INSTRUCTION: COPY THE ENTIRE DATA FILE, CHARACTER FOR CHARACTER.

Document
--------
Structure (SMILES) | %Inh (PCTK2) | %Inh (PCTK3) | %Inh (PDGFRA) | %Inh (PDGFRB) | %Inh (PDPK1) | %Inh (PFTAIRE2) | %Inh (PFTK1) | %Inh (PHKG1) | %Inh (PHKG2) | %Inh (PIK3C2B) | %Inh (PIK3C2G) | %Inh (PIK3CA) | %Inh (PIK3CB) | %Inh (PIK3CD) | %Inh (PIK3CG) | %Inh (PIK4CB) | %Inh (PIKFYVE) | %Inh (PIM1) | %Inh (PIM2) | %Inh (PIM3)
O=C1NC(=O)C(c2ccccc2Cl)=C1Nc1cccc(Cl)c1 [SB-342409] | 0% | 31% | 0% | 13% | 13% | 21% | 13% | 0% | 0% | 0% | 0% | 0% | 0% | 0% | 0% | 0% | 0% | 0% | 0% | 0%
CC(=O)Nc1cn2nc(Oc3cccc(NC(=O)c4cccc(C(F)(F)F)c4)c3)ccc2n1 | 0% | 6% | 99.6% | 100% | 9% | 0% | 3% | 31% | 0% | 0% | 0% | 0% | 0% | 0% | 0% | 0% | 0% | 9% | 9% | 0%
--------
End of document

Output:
Structure (SMILES) | %Inh (PCTK2) | %Inh (PCTK3) | %Inh (PDGFRA) | %Inh (PDGFRB) | %Inh (PDPK1) | %Inh (PFTAIRE2) | %Inh (PFTK1) | %Inh (PHKG1) | %Inh (PHKG2) | %Inh (PIK3C2B) | %Inh (PIK3C2G) | %Inh (PIK3CA) | %Inh (PIK3CB) | %Inh (PIK3CD) | %Inh (PIK3CG) | %Inh (PIK4CB) | %Inh (PIKFYVE) | %Inh (PIM1) | %Inh (PIM2) | %Inh (PIM3)
O=C1NC(=O)C(c2ccccc2Cl)=C1Nc1cccc(Cl)c1 [SB-342409] | 0% | 31% | 0% | 13% | 13% | 21% | 13% | 0% | 0% | 0% | 0% | 0% | 0% | 0% | 0% | 0% | 0% | 0% | 0% | 0%
CC(=O)Nc1cn2nc(Oc3cccc(NC(=O)c4cccc(C(F)(F)F)c4)c3)ccc2n1 | 0% | 6% | 99.6% | 100% | 9% | 0% | 3% | 31% | 0% | 0% | 0% | 0% | 0% | 0% | 0% | 0% | 0% | 9% | 9% | 0%